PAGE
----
Rakhi: Yes. I mean being in a global role has really taught me a lot. Basically I’ve had a chance to see how different cultures do business, how we’re able to conduct business in different places and I really encourage people if they have the opportunity at some point in their career, especially in a sales organization to try to get a global role. Because I think as much as you want to drive global consistency, standardization across tools, processes, playbooks, etc, when you actually go into the geographies and have a chance to spend time with your sellers, your managers, your customers, even you really see that there is a lot of variants and rightfully so. So we have to really be thoughtful about what are the things that we need to truly mandate across the globe to ensure that we have some level of consistency, but where do we want to localize our offerings, our go to market, the way we engage with customers so that we can actually approach them in a way that makes sense for them.
Rakhi: So I’d say that there are a lot of different things that we see, especially in Asia. There’s some interesting things. For example, in China, a lot of people do business over we chat, so it’s basically their version of kind of WhatsApp. And a lot of my sellers engage with each other on WeChat. I have a manager who every day sends trainings, tips and tricks, etc, on the WeChat group, for our inside sales team at IBM. I see people texting their clients on WeChat as well. So that’s obviously very different than what you might see in another geography. One thing I found was interesting as I had a chance to meet my team in Bangalore a couple of months ago, and they were saying that basically the culture of doing business in India is typically on the third time that you engage with a customer, they typically want to meet you even if you’re a digital seller.
Rakhi: And a lot of that is because there tends to be some false advertising in India where people are pretending to be other companies or maybe they’re a business partner or something like that. And so there’s all kinds of challenges. So I think because of that mentality, there are certain customers who just don’t feel as comfortable moving forward and having deeper discussions unless they’ve actually face to face, perhaps met the representative or the seller from your organization. And so for those reasons, we have to really be thoughtful and think about, well, where can we afford to maybe put a person face to face versus where do we want to continue to have a digital conversation? And really just sort of making sure that you’re understanding the climate and culture of every place. Because the reality is, even though I’m Indian, I spent my whole life living and working and growing up in the United States. And so I have to really rely on my local teams and managers to educate me on how to do business there.
Jason: Right. And if you guys had built a process that says like, no face to face meetings, digital means digital, that’s it. Then you’d have this segment in India where you probably lose a lot of opportunities in business because you’re trying to do it one way instead of meeting the local needs of people. And I think it’s interesting too, when you balance that where, you know, a lot of times sales reps have this idea of they need to do like, I gotta do this, or I gotta send emails. That’s how I close deals. Balancing that as a leader and a manager of, okay, so when is sending emails or meeting someone face to face necessary to get the deal done? Or just the sales reps excuse for the way they do it instead of moving deals forward.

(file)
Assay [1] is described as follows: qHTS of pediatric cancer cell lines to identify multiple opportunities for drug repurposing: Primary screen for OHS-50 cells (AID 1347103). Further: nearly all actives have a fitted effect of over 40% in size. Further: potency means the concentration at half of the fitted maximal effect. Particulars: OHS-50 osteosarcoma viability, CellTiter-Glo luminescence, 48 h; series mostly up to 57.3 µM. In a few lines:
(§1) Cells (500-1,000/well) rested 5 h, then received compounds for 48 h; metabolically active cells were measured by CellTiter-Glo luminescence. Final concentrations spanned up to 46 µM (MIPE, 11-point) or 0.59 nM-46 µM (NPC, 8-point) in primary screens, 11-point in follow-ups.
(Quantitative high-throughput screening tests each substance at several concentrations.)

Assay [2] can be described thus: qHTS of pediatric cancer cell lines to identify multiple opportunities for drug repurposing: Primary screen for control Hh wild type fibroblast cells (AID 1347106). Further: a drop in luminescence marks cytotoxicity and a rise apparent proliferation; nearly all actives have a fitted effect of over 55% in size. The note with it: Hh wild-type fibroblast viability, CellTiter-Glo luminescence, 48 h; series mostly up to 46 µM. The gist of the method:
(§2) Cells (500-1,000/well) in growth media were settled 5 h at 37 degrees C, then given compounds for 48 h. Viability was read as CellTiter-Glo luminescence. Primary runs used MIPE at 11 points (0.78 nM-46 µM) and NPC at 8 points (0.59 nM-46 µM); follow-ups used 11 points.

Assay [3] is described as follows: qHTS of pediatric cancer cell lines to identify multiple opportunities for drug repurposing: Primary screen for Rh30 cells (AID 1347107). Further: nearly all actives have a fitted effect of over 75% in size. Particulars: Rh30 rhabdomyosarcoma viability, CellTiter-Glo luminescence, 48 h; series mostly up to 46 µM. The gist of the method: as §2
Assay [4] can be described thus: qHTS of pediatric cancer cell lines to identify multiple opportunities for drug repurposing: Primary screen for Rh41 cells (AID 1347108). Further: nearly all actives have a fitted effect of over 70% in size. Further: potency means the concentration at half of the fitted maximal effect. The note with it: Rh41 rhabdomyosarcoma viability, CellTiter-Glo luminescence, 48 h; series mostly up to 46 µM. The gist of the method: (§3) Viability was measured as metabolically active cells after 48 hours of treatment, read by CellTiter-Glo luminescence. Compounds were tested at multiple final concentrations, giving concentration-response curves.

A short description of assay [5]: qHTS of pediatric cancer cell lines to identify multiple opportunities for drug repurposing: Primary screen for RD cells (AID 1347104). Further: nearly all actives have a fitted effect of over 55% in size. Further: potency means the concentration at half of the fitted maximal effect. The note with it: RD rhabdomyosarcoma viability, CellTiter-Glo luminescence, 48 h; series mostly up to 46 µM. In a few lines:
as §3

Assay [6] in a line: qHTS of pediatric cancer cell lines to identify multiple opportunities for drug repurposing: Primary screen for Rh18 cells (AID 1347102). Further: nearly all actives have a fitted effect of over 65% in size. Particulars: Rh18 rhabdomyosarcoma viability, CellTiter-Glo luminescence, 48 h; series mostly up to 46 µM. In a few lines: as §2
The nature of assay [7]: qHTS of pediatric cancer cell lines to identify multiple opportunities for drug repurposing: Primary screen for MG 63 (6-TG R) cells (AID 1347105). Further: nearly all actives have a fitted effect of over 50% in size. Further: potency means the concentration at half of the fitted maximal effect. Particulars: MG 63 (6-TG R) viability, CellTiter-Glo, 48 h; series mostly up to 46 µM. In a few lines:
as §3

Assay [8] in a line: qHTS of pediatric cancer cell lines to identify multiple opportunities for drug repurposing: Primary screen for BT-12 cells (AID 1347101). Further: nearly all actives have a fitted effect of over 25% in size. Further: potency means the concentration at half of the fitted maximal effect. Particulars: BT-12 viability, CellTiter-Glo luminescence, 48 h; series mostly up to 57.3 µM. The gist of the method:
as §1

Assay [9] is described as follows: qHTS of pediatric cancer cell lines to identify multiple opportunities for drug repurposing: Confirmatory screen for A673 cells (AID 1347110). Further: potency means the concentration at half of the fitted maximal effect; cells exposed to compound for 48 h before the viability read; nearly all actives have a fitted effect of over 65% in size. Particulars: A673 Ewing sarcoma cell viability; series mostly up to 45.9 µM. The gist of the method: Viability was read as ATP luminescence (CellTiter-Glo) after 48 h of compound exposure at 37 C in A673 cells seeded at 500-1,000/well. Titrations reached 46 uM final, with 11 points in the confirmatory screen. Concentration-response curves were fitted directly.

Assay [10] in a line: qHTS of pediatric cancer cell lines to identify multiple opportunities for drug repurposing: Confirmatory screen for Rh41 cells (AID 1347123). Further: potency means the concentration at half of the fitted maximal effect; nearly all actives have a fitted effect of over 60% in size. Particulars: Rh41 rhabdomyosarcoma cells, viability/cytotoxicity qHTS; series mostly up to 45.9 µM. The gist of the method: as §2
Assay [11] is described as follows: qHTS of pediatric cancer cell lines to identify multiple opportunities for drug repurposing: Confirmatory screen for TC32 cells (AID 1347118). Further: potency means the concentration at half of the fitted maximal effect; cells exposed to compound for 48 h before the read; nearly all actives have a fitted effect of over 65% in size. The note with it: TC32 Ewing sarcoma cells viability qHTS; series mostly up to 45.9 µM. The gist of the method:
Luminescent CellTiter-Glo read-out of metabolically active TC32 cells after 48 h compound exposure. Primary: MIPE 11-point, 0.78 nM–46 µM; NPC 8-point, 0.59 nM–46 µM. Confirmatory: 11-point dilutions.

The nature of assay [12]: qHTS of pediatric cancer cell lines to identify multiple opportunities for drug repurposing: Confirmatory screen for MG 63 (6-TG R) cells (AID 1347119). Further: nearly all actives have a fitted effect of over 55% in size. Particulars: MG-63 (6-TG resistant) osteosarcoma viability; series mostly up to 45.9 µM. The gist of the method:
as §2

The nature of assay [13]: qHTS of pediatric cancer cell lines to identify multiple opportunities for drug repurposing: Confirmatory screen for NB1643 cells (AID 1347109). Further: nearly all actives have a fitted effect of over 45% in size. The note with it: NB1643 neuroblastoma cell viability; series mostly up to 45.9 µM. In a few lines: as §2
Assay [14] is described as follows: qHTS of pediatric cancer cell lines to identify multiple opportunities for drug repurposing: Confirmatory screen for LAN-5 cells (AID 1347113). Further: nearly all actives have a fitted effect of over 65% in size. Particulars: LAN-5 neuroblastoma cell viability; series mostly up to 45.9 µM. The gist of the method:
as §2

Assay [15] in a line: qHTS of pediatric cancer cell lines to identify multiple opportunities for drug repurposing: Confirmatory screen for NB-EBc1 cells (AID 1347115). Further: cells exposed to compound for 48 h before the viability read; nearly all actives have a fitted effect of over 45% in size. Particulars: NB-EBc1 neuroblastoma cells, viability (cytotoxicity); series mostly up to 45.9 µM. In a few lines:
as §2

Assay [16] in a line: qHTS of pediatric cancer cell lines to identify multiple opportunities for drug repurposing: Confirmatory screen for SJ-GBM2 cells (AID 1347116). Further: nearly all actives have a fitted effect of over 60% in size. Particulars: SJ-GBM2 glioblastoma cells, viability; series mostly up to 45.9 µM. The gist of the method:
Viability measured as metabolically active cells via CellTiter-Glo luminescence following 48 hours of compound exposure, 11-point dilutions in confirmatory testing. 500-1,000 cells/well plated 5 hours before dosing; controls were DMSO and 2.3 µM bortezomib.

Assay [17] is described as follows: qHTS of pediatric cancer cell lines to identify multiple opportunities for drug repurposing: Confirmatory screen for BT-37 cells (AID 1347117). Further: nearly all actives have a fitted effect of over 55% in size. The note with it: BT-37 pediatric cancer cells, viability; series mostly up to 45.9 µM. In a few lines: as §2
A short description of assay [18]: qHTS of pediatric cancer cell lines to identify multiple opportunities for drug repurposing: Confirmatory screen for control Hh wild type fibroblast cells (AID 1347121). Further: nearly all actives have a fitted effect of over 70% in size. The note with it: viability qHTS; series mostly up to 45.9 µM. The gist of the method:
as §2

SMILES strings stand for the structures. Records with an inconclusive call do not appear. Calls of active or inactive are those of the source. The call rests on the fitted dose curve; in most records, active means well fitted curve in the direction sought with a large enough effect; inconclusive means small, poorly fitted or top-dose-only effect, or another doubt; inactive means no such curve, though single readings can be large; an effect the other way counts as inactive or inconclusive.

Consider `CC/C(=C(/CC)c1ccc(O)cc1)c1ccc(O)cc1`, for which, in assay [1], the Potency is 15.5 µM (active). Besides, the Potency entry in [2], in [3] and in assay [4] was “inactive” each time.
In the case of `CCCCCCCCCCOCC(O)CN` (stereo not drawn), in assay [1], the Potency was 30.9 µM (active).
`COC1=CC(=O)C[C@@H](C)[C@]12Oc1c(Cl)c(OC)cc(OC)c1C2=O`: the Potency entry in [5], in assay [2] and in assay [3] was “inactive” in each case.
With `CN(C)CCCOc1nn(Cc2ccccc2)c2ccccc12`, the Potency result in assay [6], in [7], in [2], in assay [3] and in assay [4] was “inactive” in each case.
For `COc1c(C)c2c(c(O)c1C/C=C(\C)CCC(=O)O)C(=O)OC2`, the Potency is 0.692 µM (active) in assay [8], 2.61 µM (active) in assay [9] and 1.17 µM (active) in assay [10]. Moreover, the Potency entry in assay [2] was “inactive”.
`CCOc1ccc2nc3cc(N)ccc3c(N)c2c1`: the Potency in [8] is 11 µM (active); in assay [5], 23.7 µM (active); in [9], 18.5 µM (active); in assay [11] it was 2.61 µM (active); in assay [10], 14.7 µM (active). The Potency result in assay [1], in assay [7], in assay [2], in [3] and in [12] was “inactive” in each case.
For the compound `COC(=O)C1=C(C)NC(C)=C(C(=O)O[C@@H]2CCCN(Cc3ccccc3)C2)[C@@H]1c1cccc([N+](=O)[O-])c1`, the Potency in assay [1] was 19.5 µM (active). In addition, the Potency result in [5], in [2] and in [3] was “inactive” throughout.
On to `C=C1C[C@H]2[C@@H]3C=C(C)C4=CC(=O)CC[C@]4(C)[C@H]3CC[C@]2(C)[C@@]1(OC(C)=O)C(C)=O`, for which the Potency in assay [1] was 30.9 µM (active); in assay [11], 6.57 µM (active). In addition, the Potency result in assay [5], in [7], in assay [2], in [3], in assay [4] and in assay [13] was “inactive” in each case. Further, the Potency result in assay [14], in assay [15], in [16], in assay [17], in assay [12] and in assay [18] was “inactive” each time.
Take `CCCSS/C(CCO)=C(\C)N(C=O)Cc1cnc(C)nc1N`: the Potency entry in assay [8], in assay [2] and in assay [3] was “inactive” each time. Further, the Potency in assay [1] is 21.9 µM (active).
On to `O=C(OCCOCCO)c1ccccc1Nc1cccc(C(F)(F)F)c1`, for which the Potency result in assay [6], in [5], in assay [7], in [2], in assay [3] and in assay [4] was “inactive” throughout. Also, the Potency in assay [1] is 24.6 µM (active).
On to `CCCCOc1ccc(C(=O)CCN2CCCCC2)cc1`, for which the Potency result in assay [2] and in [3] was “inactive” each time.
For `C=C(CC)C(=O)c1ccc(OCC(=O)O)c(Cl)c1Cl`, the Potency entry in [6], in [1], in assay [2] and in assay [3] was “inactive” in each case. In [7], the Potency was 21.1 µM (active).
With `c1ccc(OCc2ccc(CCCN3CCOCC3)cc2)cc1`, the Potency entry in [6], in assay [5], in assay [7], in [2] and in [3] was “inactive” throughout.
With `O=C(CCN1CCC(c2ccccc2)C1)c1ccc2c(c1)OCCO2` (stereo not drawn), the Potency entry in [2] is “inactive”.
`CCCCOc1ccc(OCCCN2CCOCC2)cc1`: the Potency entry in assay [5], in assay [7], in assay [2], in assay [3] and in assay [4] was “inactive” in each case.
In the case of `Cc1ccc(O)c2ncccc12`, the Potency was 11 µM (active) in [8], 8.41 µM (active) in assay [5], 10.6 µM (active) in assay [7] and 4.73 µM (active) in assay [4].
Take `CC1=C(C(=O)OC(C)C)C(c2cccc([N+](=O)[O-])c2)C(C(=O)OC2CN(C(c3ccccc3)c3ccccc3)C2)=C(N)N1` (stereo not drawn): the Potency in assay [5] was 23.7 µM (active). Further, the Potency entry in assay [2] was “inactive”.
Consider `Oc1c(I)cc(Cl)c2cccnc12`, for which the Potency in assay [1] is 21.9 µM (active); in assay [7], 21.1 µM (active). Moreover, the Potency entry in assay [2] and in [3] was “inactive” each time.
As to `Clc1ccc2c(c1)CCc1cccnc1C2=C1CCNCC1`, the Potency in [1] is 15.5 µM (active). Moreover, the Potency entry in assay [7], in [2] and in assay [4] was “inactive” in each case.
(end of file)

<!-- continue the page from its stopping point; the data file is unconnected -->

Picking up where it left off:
Jason: So let’s talk about the sales experience. So obviously that’s the name of my show, it’s the sales experience podcast and we’ll talk about big enterprise sales because that’s what you’ve been doing for so long and are familiar with. And digital sales. What does a great sales experience look like?
Rakhi: Wow, that’s a great question. I would say that a great sales experience looks like helping a customer achieve their business outcomes, whether or not it’s what we wanted to sell them. So I think there’s so many times here where we go into conversations and we think, Oh, this person came and talked to us about X, Y, Z. And so we naturally want to sell them a certain offering or whatever. And then the more you unpeel and have conversations with their line of business owners and the CTO and the CIO and sometimes even HR and other resources that you might not naturally connect with, the more you realize that there’s actually more of a holistic discussion that needs happen. And that might end in closing of a sale, which ideally like that’s what my favorite sales experience would look like, but it might lead to something else.
I mean it might lead to them introducing us to another company where we could help at my open up an opportunity where we’ve helped a certain division and then they open up the doors for a different division that you want to support. So I would say that ultimately, I mean ideally we would really want to help customers achieve their own business outcomes, but we want to do it in a way that is as seamless as possible for them to engage with us. And I think the more barriers that we can remove in terms of getting out the information to them as quickly as possible, tailoring the conversation to them as much as possible, showing them as many references, use cases that are actually relevant to the industry that they’re in. I think that’s really what it means to support a customer.
Jason: Alright. That’s it for part two. Again, make sure to subscribe. You can go to the cutterconsultinggroup.com and find the transcripts and all of Rakhi’s links. As always, keep in mind that everything in life is sales people. Remember the experience, you get them.